It being autumn, ‘tis the season of sasanqua camellias here. Ever since camellia petal blight arrived to wreak havoc on the later flowering japonicas, we have been a great deal more appreciative of the sasanquas. What they lack in flower form, they make up in performance.
On a grey and somewhat bleak day, I thought to entertain myself with photographing the flowers but became sidetracked onto comparisons. When we had our nursery in full production, Mark would regularly make calls as to which cultivars we would propagate and sell. Would it be Navajo or Gay Border? We chose Navajo. It is not just the flowers that are the deciding factor. The habit of growth, foliage, size, performance and ease of propagation and production were also considered although the decisions were often a little ad hoc. When it came to Sparkling Burgundy and Elfin Rose, we chose the latter because its foliage looked better.
We felt that it is not helpful to a customer to look at a range of plants with very subtle differences. “The man on the galloping horse” test, Mark calls it – the differences should be obvious, not just subtle variations. As far as we were concerned, we were professionals and customers had a right to expect us to do some filtering in selections and to pick good performers.
When it comes to naming his own cultivars from his breeding programme, Mark is hugely more rigorous and restrained. A new release has to be significantly different, distinctive or a major improvement. He has only named four of his own deciduous magnolias so far and that is out of many, many hundreds – maybe into the thousands – of seedlings he has raised. This restraint is somewhat unusual in the world of plant breeding.
When we released Magnolia Honey Tulip, we received an email from an overseas self-appointed expert acknowledging that Mark was extremely – excessively, some may say – restrained about the new selections that he named and released but he should not have released a yellow magnolia. The world has enough yellow magnolias already, he loftily told us. Right-o then. We knew what he meant – there are many yellow magnolias named which all look very similar, but apparently it had not occurred to him that Mark, with his self-imposed restraint, may actually have managed to breed one that was a breakthrough and very different. We did not reply.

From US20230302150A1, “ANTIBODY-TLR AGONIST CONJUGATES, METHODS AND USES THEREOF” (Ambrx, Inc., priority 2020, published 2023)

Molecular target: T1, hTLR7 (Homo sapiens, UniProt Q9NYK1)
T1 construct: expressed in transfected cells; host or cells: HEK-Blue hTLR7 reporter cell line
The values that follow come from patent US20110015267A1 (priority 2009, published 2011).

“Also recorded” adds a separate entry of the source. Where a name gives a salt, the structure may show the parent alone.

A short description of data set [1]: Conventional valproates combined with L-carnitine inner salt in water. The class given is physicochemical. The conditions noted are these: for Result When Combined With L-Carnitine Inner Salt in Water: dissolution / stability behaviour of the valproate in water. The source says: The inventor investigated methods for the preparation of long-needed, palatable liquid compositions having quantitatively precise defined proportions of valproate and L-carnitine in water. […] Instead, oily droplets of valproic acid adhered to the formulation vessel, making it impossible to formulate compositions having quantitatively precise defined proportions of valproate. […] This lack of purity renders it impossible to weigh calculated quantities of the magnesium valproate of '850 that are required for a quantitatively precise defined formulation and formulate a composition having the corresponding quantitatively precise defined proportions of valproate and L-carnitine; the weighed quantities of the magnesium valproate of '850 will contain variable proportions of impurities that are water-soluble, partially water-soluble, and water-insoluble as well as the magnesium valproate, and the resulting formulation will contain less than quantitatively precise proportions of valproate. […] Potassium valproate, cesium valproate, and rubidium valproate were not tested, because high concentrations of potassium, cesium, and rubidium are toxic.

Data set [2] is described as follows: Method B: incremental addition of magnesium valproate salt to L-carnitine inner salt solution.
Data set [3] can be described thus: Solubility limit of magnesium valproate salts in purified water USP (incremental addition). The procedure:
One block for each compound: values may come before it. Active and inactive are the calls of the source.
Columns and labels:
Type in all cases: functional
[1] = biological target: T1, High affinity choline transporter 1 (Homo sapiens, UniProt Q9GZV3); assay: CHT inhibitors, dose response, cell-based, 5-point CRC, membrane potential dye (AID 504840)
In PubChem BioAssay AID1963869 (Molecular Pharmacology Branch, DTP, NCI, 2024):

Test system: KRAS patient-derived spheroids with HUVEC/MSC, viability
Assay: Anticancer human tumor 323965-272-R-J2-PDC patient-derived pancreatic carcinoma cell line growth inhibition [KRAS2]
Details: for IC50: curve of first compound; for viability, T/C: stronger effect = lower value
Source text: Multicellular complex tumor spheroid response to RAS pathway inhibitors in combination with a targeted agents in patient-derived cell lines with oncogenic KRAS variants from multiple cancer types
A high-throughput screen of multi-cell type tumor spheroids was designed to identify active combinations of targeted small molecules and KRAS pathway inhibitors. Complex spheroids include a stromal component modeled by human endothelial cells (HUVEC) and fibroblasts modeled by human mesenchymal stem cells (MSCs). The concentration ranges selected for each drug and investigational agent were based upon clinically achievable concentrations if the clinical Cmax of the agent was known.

A plant breeder, by our definition, does more than just raise open pollinated seed. Not so the gentleman who visited us (again from overseas). He loved Mark’s Magnolia Black Tulip which sets seed. So he raised a whole batch of seed and spawned a whole lot of similar looking flowers which he then named and insisted on showing Mark all the photographs. None looked to be distinctive, a breakthrough or an improvement. They were just subtly different, as seedlings usually are. That sort of willy-nilly approach is not helpful to the plant and gardening world but we see it often.
That is why we have never coveted a National Collection – of anything really. The UK is very big on national collections. The parent website states:
“Plant Heritage’s (NCCPG’s) mission is to conserve, grow, propagate, document and make available the amazing resource of cultivated plants that exists in the UK….
Our main conservation vehicle is the Plant Heritage National Plant Collection® scheme where individuals or organisations undertake to document, develop and preserve a comprehensive collection of one group of plants in trust for the future.”
It is one thing to collect species – that is important for biodiversity and many are endangered in the wild. Mind you, we remain unconvinced that Camellias brevistyla and microphylla are actually different species. It looks more like seedling variation to us.
Also the compilation and maintenance of a wide genetic pool is important when it comes to crops like fruit and veg. “For I have seen the National Rhubarb Collection”, I tweeted when we visited Wisley. It seemed such a random and esoteric plant to collect, which is not meant in any way to deride its worth. And it was certainly a beautifully maintained collection.
But a National Collection that takes in many named hybrids? We have seen too many inferior and indistinct hybrids named to ever want to start a collection of any plant genus. We would rather have plants that are selected on individual merit in our garden.
Plant collecting is like stamp collecting, Mark explained. The search for a particular named cultivar may be challenging, rewarded by the thrill of acquisition. Whether the plant was actually worth acquiring – whether it warranted naming in the first place – becomes irrelevant.
Postscript: we don’t like to dwell too much on the travesty of our Cordyline Red Fountain and the ring-in Cordyline Burgundy though this was not, we think, motivated by misplaced breeder pride but by much baser motives indeed.